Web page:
5. 5. Page 5 square feet, contrary to the claimed 11,044 square feet of office space. The officer also reported that most of the occupied space was unfurnished. In response, counsel stated that the landlord was only familiar with _ " and not the joint ventures and that had secured an amendment to its lease allowing it to sublease additional space up to 11,044 square feet. The petitioner submitted a downloaded copy of a June 5, 2009 lease addendum. The lease addendum permi to sublet up to 11,044 square feet, if available, to companies with common ownership.~ never submitted a copy of the initial lease between and - - - - _ for the director's review. location or evidence of the square sufficient for the business plan. that states the joint ventures are now located at Pennsylvania, but did not submit a lease for this that USCIS might determine whether the space is The director revoked the approval of the petition after determining that the demonstrate an at-risk investment or that the new commercial ~~.~~.~; had created or would create the necessary employment. The director entered a "finding of fraud" based on the petitioner's submission of a false sublease. The director also concluded that the tioner had misrepresented that it employed individuals at who are in fact employed by Forms 1-9, Employment Eligibility appear to have been altered. name any entities that are still _ further asserted that he with the understandi that as .oint ventures were would pay for the actual space used. did not suggest ever leased, used, or paid for additional space beyond the square footage specified in its initial lease. On July 22, 2011, the AAO advised the petitioner that is, in fact, the listed business on a fourth Form 1-526 petition claiming job creation on the fourth floor of The record of . for contains the original lease between and dated October 18, 2008. Upon review, the lease was not for an "office building" with "eleven thousand forty-four (11,044) rentable square feet," but for a total of 375 square feet. The lease provides the lessee an option to expand into additional space "upon reasonable terms and conditions to be negotiated at the time of expansion or option period".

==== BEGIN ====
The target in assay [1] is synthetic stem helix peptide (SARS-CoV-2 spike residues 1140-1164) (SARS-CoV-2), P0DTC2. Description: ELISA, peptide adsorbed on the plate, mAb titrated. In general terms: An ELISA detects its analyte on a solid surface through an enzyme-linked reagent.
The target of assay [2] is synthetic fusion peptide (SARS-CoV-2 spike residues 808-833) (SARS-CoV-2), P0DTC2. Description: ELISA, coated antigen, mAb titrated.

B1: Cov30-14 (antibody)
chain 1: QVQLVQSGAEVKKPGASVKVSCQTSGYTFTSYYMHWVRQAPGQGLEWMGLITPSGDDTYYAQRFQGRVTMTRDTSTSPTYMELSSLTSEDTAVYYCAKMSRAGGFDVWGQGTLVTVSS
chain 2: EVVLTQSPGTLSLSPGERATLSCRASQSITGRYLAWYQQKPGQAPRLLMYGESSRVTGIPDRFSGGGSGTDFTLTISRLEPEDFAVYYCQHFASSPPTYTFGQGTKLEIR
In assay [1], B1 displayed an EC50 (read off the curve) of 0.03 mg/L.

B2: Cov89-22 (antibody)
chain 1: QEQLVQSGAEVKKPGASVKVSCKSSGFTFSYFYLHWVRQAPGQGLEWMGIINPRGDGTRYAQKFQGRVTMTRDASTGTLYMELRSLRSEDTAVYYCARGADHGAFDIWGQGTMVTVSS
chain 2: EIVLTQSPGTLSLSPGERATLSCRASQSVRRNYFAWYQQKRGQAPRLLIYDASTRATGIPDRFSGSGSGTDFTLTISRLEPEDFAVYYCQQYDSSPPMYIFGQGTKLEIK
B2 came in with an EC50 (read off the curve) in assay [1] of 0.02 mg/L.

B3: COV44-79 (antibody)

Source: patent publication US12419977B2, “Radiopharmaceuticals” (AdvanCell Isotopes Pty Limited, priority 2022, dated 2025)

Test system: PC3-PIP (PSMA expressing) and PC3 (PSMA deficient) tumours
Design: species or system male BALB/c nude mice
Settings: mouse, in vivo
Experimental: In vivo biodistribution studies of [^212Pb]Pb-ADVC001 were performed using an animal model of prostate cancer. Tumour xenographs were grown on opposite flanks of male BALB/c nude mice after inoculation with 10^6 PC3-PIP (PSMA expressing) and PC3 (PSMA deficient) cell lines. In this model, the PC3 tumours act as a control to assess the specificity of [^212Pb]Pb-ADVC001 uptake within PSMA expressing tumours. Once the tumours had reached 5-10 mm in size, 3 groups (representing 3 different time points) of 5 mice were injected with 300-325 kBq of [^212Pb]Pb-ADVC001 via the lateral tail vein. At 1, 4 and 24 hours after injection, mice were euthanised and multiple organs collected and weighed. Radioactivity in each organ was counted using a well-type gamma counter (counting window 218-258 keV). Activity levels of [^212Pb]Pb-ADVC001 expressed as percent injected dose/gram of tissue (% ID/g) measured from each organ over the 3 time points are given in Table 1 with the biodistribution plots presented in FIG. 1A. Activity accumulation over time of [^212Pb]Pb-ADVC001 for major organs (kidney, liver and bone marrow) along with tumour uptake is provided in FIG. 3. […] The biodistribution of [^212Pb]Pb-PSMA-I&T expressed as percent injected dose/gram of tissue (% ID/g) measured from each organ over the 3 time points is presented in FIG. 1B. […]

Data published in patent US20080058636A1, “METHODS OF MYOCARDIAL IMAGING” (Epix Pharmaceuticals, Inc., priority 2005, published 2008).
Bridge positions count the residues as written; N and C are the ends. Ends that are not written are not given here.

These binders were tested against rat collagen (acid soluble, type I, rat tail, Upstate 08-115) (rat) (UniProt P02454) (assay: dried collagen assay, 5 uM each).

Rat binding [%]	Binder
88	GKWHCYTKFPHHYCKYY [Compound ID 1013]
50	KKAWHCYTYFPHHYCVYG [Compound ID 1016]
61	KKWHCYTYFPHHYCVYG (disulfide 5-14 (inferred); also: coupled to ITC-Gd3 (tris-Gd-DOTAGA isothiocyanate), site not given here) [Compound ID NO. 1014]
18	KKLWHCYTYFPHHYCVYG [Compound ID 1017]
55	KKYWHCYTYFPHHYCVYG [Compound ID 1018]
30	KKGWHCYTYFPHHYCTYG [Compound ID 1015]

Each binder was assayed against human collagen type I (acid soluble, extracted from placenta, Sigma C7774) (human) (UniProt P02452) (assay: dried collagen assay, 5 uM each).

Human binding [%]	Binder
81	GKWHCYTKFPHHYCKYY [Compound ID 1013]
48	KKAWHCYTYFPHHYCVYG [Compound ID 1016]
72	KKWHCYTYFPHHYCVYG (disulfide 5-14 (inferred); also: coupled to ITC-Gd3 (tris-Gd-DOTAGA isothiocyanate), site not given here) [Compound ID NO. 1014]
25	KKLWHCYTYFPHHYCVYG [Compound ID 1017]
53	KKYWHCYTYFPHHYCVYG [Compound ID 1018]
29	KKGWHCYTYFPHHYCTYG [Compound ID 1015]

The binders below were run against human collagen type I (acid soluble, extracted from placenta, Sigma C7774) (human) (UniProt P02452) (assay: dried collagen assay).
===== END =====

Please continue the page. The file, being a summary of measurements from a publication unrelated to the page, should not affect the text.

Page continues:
6. 6. Page 6 The AAO explained in its notice that the petitioner had failed to provide a negotiated contract for additional space beyond the 375 square feet in the October 18, 2008 lease. Rather, in response to the director's notification that USCIS had uncovered the existence of the other sublessees, the petitioner submitted the June 5, 2009 addendum. At best, the addendum appears to be a nonbinding option to lease additional space at an undetermined future date, if it is available. The addendum allows to acquire additional space up to 11,044 square feet "on an as available basis at the time of request, ... the rental rate to be negotiated at the time of the additional space." The petitioner has failed to provide evidence establishing tha expanded its initial lease agreement. Thus, remains a tenant of of which it is subleasing to On August 5, 2011, the petitioner submitted a response that attempts to explain the numerous inconsistencies and omissions in this matter. The petitioner failed to provide independent objective evidence to support most of the explanations in the response. Moreover, the petitioner now suggests that the new commercial enterprise will be engaged in providing services as a "call center" and not as a provider of digital media equipment and customized medical content. Thus, the petitioner proposes to provide far more limited services than originally claimed. It also appears that these limited services will be pooled with the services of other joint ventures in a single office, at a new location, and completely under the auspices of the petitioner's joint venture partner. On appeal, then, the petitioner has radically changed the claimed nature of the new commercial enterprise. As will be discussed, a petitioner may not make material changes to a petition in an effort to make a deficient petition conform to USCIS requirements. See Matter of Izummi, 22 I&N Dec. 169,176 (Assoc. Comm'r 1998). The AAO will dismiss the appeal based on multiple findings. With the exception of the first finding, all are independent grounds for denial. The AAO agrees with the director's finding regarding misrepresentation in the record, and will also enter a formal finding of material misrepresentation. III. ANALYSIS A. Regional Center Issues An alien seeking an immigrant visa under the Immigrant Investor Pilot Program must demonstrate that his or her qualifying investment is within an approved regional center and that such investment will create jobs directly or indirectly. 8 C.F.R. §§ 204.6(m)(1), (7); 8 C.F.R. § (j)(4)(iii). Counsel represented this case as a regional center investment on page 1 of the initial brief and page 3 of the response to the director's notice of intent to deny. The director declined to consider the investment as one made within a regional center.